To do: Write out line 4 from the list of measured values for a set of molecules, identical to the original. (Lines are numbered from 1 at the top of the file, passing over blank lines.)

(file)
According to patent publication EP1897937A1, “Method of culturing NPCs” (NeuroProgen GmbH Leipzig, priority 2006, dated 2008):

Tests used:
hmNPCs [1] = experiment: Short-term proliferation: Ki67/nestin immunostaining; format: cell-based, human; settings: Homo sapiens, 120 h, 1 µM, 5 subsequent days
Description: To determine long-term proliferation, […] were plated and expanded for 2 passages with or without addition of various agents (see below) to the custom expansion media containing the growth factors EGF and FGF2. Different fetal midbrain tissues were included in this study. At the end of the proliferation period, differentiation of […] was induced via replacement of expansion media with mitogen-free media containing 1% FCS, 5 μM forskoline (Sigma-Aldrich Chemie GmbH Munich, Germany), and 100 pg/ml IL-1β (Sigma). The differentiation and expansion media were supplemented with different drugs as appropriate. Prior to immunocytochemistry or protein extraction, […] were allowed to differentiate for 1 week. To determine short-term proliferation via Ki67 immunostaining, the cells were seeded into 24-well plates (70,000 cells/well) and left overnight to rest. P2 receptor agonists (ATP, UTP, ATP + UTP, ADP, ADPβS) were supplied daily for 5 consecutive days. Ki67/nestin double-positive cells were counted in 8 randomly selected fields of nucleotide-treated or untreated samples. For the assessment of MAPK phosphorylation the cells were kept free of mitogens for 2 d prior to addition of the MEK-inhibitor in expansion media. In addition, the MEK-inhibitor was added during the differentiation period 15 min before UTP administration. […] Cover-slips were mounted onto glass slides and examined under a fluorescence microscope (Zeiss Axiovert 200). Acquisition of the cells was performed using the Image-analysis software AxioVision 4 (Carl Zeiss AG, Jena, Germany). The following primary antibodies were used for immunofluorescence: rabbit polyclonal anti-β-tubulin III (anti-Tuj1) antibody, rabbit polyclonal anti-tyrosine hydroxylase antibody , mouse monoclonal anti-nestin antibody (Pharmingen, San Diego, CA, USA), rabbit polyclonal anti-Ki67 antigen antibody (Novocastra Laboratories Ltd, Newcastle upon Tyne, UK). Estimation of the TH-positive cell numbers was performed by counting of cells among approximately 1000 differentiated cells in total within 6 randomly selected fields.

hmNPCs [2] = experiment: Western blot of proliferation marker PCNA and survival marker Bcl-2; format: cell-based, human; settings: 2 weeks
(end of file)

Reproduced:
Description: To determine long-term proliferation, […] were plated and expanded for 2 passages with or without addition of various agents (see below) to the custom expansion media containing the growth factors EGF and FGF2. Different fetal midbrain tissues were included in this study. At the end of the proliferation period, differentiation of […] was induced via replacement of expansion media with mitogen-free media containing 1% FCS, 5 μM forskoline (Sigma-Aldrich Chemie GmbH Munich, Germany), and 100 pg/ml IL-1β (Sigma). The differentiation and expansion media were supplemented with different drugs as appropriate. Prior to immunocytochemistry or protein extraction, […] were allowed to differentiate for 1 week. To determine short-term proliferation via Ki67 immunostaining, the cells were seeded into 24-well plates (70,000 cells/well) and left overnight to rest. P2 receptor agonists (ATP, UTP, ATP + UTP, ADP, ADPβS) were supplied daily for 5 consecutive days. Ki67/nestin double-positive cells were counted in 8 randomly selected fields of nucleotide-treated or untreated samples. For the assessment of MAPK phosphorylation the cells were kept free of mitogens for 2 d prior to addition of the MEK-inhibitor in expansion media. In addition, the MEK-inhibitor was added during the differentiation period 15 min before UTP administration. […] Cover-slips were mounted onto glass slides and examined under a fluorescence microscope (Zeiss Axiovert 200). Acquisition of the cells was performed using the Image-analysis software AxioVision 4 (Carl Zeiss AG, Jena, Germany). The following primary antibodies were used for immunofluorescence: rabbit polyclonal anti-β-tubulin III (anti-Tuj1) antibody, rabbit polyclonal anti-tyrosine hydroxylase antibody , mouse monoclonal anti-nestin antibody (Pharmingen, San Diego, CA, USA), rabbit polyclonal anti-Ki67 antigen antibody (Novocastra Laboratories Ltd, Newcastle upon Tyne, UK). Estimation of the TH-positive cell numbers was performed by counting of cells among approximately 1000 differentiated cells in total within 6 randomly selected fields.